The Finger Monkey, A Pygmy Marmoset

Finger monkeys, these tiny monkeys do exist.

Many people have seen pictures of tiny monkeys so small that they’re able to cling onto a human’s finger. They have become increasingly popular with the rise of photo-sharing websites. This leaves many people searching for information on what type of monkey it is, where they can own one, and whether or not the images are edited. Fortunately, these ring-tailed adorable creatures do exist; here, you will find a little more information on “finger monkeys” and their origins, as well as whether or not you can own one of those furry little buddies for yourself.

Pygmy Marmosets

The pygmy marmoset is commonly referred to as the “finger monkey“. Occasionally, pygmy marmosets are referred to as “pocket monkeys”. Sometimes pet breeders also refer to sugar gliders as “pocket monkeys”. On average, these monkeys weigh about 119 grams and measure roughly 136 millimeters. The pygmy marmoset is actually classified as the smallest primate in the world. Its scientific name is “Cebuella Pygmaea”. This minuscule species belongs to the Cebidae family and is found in tropic South American countries such as Peru, Brazil, Ecuador, Bolivia, and Columbia. Due to their size and the dense rainforests they inhabit, they are quite hard to study and keep track of, resulting in considerably less data on them compared to their other, larger primate relatives.However, it is known that they have a diet that primarily consists of insects, nectars, flowers, buds, and dining on sap, resin, and other liquids found inside of tropical plants. They have been known to even eat small lizards on rare occasions! Their lower incisors are shaped in a way that helps them gnaw on plants to extract the juices inside. Their small size lets them support their entire weight on their claws when needed. They also run along branches with all four paws in a way similar to squirrels, can leap distances as far as five meters, and can turn their heads 180 degrees to look for predators while hanging from the trees. Speaking of predators, the pygmy marmoset’s natural predators are small jungle cats, climbing snakes, and birds of prey. They often are forced to compete for tree sap sources with other primates and ants.Pygmy marmosets are social animals that are used to migrating in family units and spending time bonding with each other through grooming, huddling, and playing. They communicate in high-pitched noises like squeaks and trills. Females have a higher likelihood of giving birth to twins (and sometimes triplets) than other types of primates. Lifespans can be as long as 11 years. They do not have opposable thumbs.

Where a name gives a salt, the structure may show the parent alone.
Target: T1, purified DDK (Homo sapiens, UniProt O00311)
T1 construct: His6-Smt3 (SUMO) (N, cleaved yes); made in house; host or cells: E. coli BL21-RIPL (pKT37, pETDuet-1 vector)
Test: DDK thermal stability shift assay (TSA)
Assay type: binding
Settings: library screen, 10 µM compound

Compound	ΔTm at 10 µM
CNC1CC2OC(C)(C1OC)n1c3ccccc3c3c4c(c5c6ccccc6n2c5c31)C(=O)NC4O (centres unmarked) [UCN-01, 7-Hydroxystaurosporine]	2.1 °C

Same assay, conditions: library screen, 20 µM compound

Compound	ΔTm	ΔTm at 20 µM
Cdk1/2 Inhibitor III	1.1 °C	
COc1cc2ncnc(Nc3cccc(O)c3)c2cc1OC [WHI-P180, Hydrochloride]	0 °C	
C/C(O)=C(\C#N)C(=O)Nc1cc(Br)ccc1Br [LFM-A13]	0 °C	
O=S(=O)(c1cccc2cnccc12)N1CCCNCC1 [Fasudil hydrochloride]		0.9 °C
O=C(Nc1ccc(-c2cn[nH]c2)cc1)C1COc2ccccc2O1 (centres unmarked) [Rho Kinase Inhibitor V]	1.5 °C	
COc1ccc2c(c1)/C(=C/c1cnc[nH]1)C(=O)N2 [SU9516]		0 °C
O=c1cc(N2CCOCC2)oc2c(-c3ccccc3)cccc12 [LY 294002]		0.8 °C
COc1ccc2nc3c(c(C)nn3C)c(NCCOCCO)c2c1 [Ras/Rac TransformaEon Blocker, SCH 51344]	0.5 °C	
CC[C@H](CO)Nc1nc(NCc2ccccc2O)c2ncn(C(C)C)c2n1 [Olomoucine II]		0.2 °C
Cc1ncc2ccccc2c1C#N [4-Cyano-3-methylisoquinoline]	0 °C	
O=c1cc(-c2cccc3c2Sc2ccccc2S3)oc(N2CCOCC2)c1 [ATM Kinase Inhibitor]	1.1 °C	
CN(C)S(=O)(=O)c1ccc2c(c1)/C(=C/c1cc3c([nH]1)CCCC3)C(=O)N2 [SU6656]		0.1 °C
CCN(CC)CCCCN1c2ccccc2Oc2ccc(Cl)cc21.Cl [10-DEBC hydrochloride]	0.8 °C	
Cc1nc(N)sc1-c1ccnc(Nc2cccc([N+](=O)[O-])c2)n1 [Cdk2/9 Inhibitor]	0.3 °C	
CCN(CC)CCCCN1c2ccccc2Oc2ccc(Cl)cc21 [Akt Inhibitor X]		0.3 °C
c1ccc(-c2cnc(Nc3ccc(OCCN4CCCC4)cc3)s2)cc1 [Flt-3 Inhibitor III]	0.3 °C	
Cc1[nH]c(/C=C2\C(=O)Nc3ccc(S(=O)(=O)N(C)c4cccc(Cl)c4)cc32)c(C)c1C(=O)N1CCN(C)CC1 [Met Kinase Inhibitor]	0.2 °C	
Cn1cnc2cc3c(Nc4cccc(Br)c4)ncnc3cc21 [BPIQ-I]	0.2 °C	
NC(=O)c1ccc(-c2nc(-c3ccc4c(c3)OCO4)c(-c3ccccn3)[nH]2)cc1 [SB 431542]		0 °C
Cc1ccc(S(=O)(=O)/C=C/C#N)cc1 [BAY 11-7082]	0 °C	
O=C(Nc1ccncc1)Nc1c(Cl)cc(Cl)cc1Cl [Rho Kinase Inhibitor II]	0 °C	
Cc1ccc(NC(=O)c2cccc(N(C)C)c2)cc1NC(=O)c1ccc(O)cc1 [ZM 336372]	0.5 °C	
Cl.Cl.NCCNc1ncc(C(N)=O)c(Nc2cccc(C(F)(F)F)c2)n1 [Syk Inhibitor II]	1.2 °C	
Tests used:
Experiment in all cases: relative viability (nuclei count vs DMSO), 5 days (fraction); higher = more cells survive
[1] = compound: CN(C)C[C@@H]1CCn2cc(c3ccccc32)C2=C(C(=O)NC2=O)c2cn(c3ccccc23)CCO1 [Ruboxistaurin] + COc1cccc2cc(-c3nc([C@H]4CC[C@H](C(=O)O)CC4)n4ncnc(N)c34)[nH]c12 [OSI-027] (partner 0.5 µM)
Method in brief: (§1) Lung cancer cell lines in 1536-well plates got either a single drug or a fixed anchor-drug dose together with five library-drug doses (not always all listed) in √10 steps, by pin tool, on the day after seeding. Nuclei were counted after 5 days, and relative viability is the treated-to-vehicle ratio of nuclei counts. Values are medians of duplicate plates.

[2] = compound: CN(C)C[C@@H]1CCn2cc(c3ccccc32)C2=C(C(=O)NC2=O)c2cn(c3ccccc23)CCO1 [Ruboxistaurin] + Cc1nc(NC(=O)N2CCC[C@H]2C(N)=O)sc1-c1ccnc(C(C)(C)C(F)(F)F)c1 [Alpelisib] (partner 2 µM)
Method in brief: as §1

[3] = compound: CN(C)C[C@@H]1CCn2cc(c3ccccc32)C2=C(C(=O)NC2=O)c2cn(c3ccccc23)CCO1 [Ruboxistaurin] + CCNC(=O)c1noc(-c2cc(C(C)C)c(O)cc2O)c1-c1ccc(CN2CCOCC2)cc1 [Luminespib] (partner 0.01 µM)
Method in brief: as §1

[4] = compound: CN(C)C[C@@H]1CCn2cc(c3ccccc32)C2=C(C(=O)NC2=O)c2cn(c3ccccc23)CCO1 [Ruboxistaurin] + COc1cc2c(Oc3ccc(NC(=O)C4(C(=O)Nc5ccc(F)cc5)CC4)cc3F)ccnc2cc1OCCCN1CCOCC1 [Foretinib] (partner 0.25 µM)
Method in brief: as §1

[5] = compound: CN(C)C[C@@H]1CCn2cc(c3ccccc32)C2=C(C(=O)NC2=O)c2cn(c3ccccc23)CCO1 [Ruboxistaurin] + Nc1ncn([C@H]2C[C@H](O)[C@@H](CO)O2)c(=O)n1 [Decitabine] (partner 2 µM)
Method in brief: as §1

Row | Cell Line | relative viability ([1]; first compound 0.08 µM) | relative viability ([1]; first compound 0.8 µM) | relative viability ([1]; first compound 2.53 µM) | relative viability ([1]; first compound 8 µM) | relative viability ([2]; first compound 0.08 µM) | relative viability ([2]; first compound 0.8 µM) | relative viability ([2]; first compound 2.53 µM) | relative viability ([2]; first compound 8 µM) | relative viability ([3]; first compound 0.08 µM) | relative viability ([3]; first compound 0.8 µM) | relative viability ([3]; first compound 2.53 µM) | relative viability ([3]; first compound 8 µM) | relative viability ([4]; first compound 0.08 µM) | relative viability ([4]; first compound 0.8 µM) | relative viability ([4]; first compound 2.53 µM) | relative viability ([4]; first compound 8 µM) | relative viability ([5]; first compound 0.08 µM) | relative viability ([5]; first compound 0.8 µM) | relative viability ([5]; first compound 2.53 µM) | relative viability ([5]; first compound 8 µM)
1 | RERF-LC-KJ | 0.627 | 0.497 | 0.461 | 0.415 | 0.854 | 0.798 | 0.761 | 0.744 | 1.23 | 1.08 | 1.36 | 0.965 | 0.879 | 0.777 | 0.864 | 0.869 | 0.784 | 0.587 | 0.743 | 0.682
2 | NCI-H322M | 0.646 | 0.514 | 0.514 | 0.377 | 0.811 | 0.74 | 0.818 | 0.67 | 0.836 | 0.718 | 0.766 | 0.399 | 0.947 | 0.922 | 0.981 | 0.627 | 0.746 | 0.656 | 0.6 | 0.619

Finger Monkey Prices

It is not recommended that pygmy marmosets are kept as pets, as they tend to bite and throw excrement. They are considered exotic pets, and according to U.S. law must be purchased from a USDA-certified breeder. Pricing is usually in the thousands. This does not include the necessary vaccinations, their diet, and the large cage–with heating and light installments– that are needed to replicate their spacious forest home. Healthcare for a pet as exotic as a pygmy marmoset is not only hard to locate, it can be immensely expensive as well. Due to the possibility of spreading disease, many local governments ban the sale and ownership of exotic pets like these little pygmies. With this in mind, “finger monkeys” are adorable, wondrous creatures who should be left in their own comfy homes rather than as a pet. Fortunately, they can be donation-adopted, viewed and visited at many wildlife sanctuaries for less than the price of caring for them!  Click for more about finger monkeys.

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